Villain roles nourish Mothusi Magano’s talent

‘I’ve never had another job besides acting’

Masego Seemela Online journalist
Renowned actor Mothusi Magano.
Renowned actor Mothusi Magano.
Image: Supplied.

It was in his very first advert in 2001 when he was required to take all his clothes off that renowned actor Mothusi Magano realised showbiz was the place for him.

Having first stepped into the limelight in 2006, Mothusi is renowned for numerous roles like when he was Charles "Mingus" Khathi in SABC3 drama series The Lab, Kabelo on Intersexions, Kutloano on Muvhango and the infamous role as a mysterious assassin called “The Dustbin Man” on soapie Scandal!.

He is now the leading actor on Netflix’s crime drama Wild is The Wind, which reflects racial tensions and corruption in the South African judicial system. The movie depicts the dodgy dealings of the system through the investigation of the murder of an Afrikaner girl by two corrupt policemen – played by Magano and Frank Rautenbach as John Smit.  

“I remember securing a gig to feature in a witty advert where I’d be left with nothing but my underwear on after going on a date with a girl. He (his character) clearly misread the whole situation as the girl wanted him to come in for nothing but a cup of coffee. I found my time shooting that ad very exciting considering how much I wanted to be on television,” Magano recalls.

“It was with no hesitation that acting has always been what I wanted to do. I’ve never had another job besides acting. I started getting paid as an actor a lot later after appearing in school plays, and some theatre productions.

“My mother did the best she could to support what her son wanted to do, which is acting.”

Image: Supplied.

Magano was born in the small village of Phokeng on the outskirts of Rustenburg, North West. At the age of five, his family moved to Mafikeng where, at the Mmabana Cultural Centre, he got his first taste of performance when he performed in a pantomime called A Dragon For Dinner.

In 1998, Magano enrolled at the Wits School of Dramatic Art. In his first year he auditioned for all plays at varsity and got into two: Death and the Maiden, where he played Gerardo Escobar and Little Shop of horrors, in which he played Audrey Two.

“When I first started television acting, I remember being so insecure about my acting ability although nothing much has changed as I am a little bit more comfortable with my insecurity. I really don’t know where my insecurity stems from but it probably helps me to humble myself in my craft,” he adds.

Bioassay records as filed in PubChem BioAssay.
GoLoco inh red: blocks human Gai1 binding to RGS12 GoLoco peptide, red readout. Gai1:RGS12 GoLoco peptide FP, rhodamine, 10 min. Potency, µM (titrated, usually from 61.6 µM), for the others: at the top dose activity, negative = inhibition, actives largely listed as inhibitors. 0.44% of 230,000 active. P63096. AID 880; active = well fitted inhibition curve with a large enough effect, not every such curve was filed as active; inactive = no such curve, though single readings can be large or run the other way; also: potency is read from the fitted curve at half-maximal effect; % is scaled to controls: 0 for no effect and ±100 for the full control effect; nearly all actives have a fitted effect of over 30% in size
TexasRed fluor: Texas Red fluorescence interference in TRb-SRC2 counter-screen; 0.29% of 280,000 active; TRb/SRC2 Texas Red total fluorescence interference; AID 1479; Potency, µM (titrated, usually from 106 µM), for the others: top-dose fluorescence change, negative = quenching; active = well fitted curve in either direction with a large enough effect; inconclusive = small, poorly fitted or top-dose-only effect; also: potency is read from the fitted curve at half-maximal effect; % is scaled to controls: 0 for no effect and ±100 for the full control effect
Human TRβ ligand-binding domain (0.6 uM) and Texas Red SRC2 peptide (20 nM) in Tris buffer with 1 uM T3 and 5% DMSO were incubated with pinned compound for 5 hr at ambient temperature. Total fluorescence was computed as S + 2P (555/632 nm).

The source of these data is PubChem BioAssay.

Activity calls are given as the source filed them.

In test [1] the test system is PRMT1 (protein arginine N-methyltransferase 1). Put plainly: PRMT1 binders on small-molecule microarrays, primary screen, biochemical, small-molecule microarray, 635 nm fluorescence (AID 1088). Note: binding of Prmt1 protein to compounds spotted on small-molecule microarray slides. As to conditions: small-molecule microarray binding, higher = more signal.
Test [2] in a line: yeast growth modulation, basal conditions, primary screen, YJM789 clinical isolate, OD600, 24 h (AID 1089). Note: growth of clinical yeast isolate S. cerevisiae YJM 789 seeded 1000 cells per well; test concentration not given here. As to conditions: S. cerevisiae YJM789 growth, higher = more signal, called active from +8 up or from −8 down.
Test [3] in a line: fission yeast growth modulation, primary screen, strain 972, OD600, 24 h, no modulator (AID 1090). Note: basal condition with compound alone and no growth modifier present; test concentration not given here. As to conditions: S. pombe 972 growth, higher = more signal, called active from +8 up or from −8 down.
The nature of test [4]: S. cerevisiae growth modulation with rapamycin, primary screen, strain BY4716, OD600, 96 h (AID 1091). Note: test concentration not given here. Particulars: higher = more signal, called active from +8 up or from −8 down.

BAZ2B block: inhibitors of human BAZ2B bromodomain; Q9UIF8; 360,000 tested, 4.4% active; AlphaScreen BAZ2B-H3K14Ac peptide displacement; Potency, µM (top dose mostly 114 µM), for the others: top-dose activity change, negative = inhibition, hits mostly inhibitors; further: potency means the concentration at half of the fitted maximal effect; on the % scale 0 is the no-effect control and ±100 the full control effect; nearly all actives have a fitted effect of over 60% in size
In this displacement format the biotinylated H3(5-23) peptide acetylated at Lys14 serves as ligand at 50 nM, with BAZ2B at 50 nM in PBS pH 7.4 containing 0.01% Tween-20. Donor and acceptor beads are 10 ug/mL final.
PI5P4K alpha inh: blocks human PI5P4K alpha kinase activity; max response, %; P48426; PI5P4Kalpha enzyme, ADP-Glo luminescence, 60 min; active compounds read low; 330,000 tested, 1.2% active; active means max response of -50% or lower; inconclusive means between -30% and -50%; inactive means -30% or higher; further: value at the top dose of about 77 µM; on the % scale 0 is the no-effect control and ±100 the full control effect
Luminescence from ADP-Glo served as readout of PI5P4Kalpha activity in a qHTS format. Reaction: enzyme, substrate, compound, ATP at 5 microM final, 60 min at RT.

In 2003, a friend asked Magano to be Harry Lime in his production of The Third Man, he was shortly signed to an agent and filmed his first film: Gums and Noses, followed by Hotel Rwanda and Tsotsi (Oscar award winner for Best Foreign Film), as well as bank commercials.

“My very first profession on-screen role was playing Kutloano, which I think unskilled me as an actor. I was so nervous when I was preparing for the role… I tend to over-rehearse because I tend to picture how a certain dialogue is supposed to go and I would then get on set and all of that will be thrown out of the window. So, I’ve learnt to pace myself as an actor.”

Magano is known for playing the villain in most television productions, although the characters are make-believe, the 43-year-old actor claims that he relates to some of the roles because of how marginalised society forgets that it's behaviour stems from childhood traumas.


Favourite food: Hotdogs

Favourite actor: Too many

Favourite TV show: Seinfeld

Favourite musician: None

My favourite song: Sleep Walk by Santo and Johnny Farina

Favourite emoji:  😜

“To be honest, I wasn’t a popular kid growing up hence I sort of relate to the villain-like characters. I somehow know how to add a bit of spectacle because of some of the emotions I know they sort of feel,” says the seasoned actor.      

“The role that resonates with me the most is Charles Mingus because it’s more like me. I was able to live in the role of Charles for three years and I learnt a great deal about myself through playing him.      

“My role as The Dustbin Man is what I think catapulted my skills as an actor. Playing the weird and mysterious character showed a different side to me because I had to pull off a convincing act with the use of guns and knives, and I think I did a pretty good job judging from how much hate The Dustbin Man received.”

Recently, Magano has been hard at work featuring on a Netflix production, The Brave Ones, and Showmax’s Blood Psalms. He credits the likes of Fana Mokoena and Sello Maake KaNcube, who have been an inspiration to him through his journey.

“Playing the role of a mystical creature was hard because I know how much that African history means to black people. So, I had to make sure I pull off a convincing act on The Brave Ones.

“With my current role as Vusi, I am the good, yet bad guy, cop, who is angry at the world after his big dreams got shattered. He had to resort to being a policeman just to feed his family. Somewhere along the line, he gets himself in a dodgy situation that triggers certain consequences for him and his partner.”

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